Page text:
As we remember our fallen heroes this Memorial Day, no one knows the sacrifices they make more than their fellow soldiers. And the commanders who lead them into battle, like Third Infantry Division commander Maj. Gen. William Webster.
Our Mike Manhatton's followed Gen. Webster and the troops to the Middle East several times, and had a chance to sit down with the general recently to look back on the deployment to Iraq.
This is one of the last times we'll hear from the general as Third ID commander. He's moving on to another command in Colorado this summer.
But he takes with him memories of a community and a command he'll never forget.
"It seems like just the other day we were together in Baghdad," he said.
And back in September, when the Third Infantry Division was about half way through the challenging deployment to Iraq. We spoke then of the mission to come, but now the Marne Division is home, and the general can look back, proudly, on their accomplishments.
We see car bombs and insurgent attacks. He sees progress.
"The reality was that we conducted about 800 offensive operations a day," he said. "That included patrols, logistics, combat patrols, coordinate search operations, detainee operations, traffic control points. And the vast majority of those operations were conducted without any violence at all.
"And when there is a car bomb, it is so vastly different than what happens here, and so vastly different from what the average Iraqi has been experiencing during the day, that it makes the news. And it's unfortunate that that is all our people here at home see. Cause there's so much positive going on in Baghdad. Yeah, it's a violent place. Yes, the war is still going, but our servicemen and -women and the people that are contracted to help them are doing amazing things to help the Iraqi people get on with their lives.
"When we arrived in Baghdad, there was only one Iraqi Army Battalion on the street, fighting at the time. And by the time we left, there were 22 battalions out there helping us secure the city. We have turned over 60 percent of the city to the Iraqi Army to provide security, and they're doing that.
"We spent $2 billion between us and the unit before us in Baghdad to restore essential services. And there were people, literally over two million people who had fresh water in their homes and in their neighborhood playground areas and schools for the first time ever. And that means doing it from scratch, providing water purification units and pipes to bring that water to the people, while still conducting a war. There are things like that, the dozens of medical clinics that were opened up and staffed. Thousands of schools that were reopened and the dozens of kids who came to thank us every day because of what we were doing, giving them their schools back. It's just a shame that up to now, these terrorists want to continue to kill and maim people, and do it in the name of God. That's what's tough."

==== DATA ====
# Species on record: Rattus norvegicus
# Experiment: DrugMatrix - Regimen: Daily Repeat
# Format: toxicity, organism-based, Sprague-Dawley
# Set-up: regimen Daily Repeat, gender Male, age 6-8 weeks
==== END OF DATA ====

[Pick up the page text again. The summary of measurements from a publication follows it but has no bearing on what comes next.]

This Memorial Day, Gen. Webster fondly remembers one Iraqi who paid the ultimate price trying to work with American forces to rebuild his country.
"For instance, Maj. Gen. Moghdur, who was killed later by a sniper, volunteered to take command of the Sixth Iraqi Army Division. He's already commanded two divisions before that, one of them under Saddam and one of them since 2003. He volunteered to come back and do it again. From a very lofty and safe staff position. Because he felt like he wanted to help his neighbors and the people in his tribe understand the democracy and the freedom that he had come to see in working with us. He was a very brave man who led his soldiers well, his people believed in him and talked about him daily, and he was murdered by a sniper shortly after we left."
As the general remembers a former foe, now fallen comrade, this Memorial Day should have special meaning for us all.
"Our soldiers, sailors, airmen, Marines, and Coast Guardsmen remember every day their fellow servicemen and -women who have given their lives in defense of our freedoms, but the average person doesn't do that," noted Gen. Webster. "The time to pause and remember that those freedoms that we're enjoying on Memorial Day itself and throughout the year were guaranteed by those men and women who sacrificed their lives for us in the past. It's a time to say thanks to veterans everywhere and a time to remember that freedom is not free."
Now Gen. Webster and the division are home from the war, a home they truly appreciate, even more.
"And we knew during this last deployment that our family members would be safe and secure and taken care of and supported by the people back here," he said. "And that gave us increased confidence to be able to do the jobs along the lines of operation that we talked about earlier, not just combat, but all those other things that had to be done, that our soldiers had never been trained to do, but stepped up to the plate and did so well."
Gen. Webster's replacement, Maj. Gen. Rick Lynch, should be heading our way in the next few weeks. Gen. Webster says he's briefed Gen. Lynch on what Webster describes as the tightest relationship between the military and the community he's ever seen.